Cell-Based Deformation Monitoring via 3D Point Clouds

Deformation is one of the most important phenomena in environmental science and engineering. Deformation of artificial and natural objects happens worldwide, such as structural deformation, landslide, subsidence, erosion, and rockfall. Monitoring and assessment of such deformation process is not only scientifically interesting, but also beneficial to hazard/risk control and prediction. In addition, it is also useful for regional planning and development. Deformation monitoring was driven by geodetic observations in the field of traditional geodetic surveying, based on the measurement of sparse points in a control network. Recently, with the rapid development of terrestrial LiDAR techniques, millions of points with associated three-dimensional coordinates (known as "3D point clouds") can be promptly captured in a few minutes. Compared to traditional surveying, terrestrial LiDAR offers great potential for deformation monitoring, because of various advantages such as fast data capture, high data density, and precise 3D object representation. By analysing 3D point clouds, the objective of this thesis is to provide an effective and efficient approach for deformation monitoring. Towards this goal, this thesis designs a new concept of "deformation map" for deformation representation and a novel "cell-based approach" for deformation computation. The main outcome of this thesis is a novel and rich approach that is able to automatically and incrementally compute a deformation map that enables a better understanding of structural and natural hazards with heterogeneous deformation characteristics. This work includes several dedicated contributions as follows. Hybrid Deformation Modelling. This thesis firstly provides a comprehensive investigation on the modelling requirements of various deformation phenomena. The requirements concern three main aspects, i.e., what has deformation (deformation object), which type of deformation, and how to describe deformation. Based on this detailed requirement analysis, we propose a rich and hybrid deformation model. This model is composed of meta-deformation, sub-deformation and deformation map, corresponding to deformation for a small cell, for a partial area, and for the whole object, respectively. Cell-based Deformation Computation. In order to automatically and incrementally extract heterogeneous deformation of the whole monitored object, we bring the "cell" concept into deformation monitoring. This thesis builds a cell-based deformation computing framework, which consists of three key steps: split, detect, and merge. Split is to divide the space of the object into many cells (uniform or irregular); detect is to extract the meta-deformation for individual cells by analysing the inside point clouds at two epochs; and merge is to group adjacent cells with similar deformation together and to form a consistent sub-deformation. As the final result, an informative deformation map is computed for describing the deformation for the whole object. Evaluation of Cell-based Approach. To evaluate such hybrid modelling and cell-based deformation computation, this thesis extensively studies both synthetic and real-life point cloud datasets: (1) by imitating a landslide scenario, we generate synthetic data using Matlab programming and practical settings, and compare the cell-based approach with traditional non-cell based geodetic methods; (2) by analysing two real-life cases of deformation in Switzerland, we further validate our approach and compare the results with third party sources (e.g., results provided by a surveying company, results computed by using a commercial software like 3DReshaper). Extension of Cell-based Approach. At the last stages of this thesis work, we particularly focus on providing several technical extensions to enhance this cell-based deformation monitoring approach. The main extensions include: (1) supporting dynamic cells instead of uniform cells when splitting the entire object space, (2) finding cell correspondence for the deformation scenarios that have large deformation like rockfalls, (3) movement tracking with data-driven cells which have irregular cell shape that can be automatically determined by the deformation boundary itself, (4) designing an adaptive modelling strategy that is able to accordingly select a suitable model for detecting meta-deformation of cells, and (5) computing deformation evolution for a monitored object with more than two epochs of point cloud datasets.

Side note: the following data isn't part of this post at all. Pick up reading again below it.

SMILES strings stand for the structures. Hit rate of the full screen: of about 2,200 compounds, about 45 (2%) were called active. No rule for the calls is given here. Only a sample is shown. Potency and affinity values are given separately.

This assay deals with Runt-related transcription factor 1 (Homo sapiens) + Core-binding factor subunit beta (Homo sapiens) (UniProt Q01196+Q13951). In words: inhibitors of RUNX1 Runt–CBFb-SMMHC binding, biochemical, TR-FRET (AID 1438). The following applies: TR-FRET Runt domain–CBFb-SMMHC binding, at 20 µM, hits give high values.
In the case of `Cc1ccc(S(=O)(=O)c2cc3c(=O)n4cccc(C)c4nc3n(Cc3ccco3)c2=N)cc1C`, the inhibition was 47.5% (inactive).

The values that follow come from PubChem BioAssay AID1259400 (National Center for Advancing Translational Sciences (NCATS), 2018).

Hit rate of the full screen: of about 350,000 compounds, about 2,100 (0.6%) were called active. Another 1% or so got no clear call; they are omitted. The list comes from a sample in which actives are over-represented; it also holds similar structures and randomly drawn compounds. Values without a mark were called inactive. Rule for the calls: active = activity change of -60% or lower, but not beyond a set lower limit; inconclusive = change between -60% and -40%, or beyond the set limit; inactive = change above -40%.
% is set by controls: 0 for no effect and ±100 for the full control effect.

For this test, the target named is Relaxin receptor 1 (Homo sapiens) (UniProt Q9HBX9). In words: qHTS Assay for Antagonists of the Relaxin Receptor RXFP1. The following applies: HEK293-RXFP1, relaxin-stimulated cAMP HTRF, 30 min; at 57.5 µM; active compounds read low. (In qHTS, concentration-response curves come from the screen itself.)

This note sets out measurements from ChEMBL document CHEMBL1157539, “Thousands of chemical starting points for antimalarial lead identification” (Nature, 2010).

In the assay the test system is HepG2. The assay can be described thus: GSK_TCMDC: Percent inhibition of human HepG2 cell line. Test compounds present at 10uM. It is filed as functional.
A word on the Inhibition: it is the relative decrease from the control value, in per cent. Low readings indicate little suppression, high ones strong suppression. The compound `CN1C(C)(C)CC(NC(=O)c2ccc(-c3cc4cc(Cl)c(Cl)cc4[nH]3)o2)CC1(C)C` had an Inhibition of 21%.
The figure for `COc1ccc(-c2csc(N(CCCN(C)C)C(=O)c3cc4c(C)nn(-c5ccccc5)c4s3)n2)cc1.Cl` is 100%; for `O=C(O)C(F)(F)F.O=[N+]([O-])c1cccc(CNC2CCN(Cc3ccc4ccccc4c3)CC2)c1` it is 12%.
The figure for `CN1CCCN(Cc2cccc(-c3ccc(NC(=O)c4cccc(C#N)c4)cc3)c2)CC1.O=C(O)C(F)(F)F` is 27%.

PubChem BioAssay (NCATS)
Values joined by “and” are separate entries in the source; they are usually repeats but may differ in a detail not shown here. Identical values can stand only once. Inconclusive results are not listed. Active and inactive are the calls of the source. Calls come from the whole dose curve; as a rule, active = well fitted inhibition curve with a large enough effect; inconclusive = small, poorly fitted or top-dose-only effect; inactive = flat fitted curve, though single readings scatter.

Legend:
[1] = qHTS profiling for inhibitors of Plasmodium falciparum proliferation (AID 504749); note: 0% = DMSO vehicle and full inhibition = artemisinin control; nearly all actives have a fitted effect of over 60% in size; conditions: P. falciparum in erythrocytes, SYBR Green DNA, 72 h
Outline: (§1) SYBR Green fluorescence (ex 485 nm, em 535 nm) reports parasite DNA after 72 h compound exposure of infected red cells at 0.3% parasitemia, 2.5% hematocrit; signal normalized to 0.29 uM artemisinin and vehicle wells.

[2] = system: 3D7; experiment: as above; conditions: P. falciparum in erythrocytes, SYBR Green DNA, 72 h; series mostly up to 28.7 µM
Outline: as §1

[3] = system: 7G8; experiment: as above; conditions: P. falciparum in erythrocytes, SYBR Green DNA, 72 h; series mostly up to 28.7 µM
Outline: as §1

Merminod, Bertrand
Lausanne, EPFL
Other identifiers:
urn: urn:nbn:ch:bel-epfl-thesis5399-1

 Record created 2012-09-13, last modified 2018-01-28

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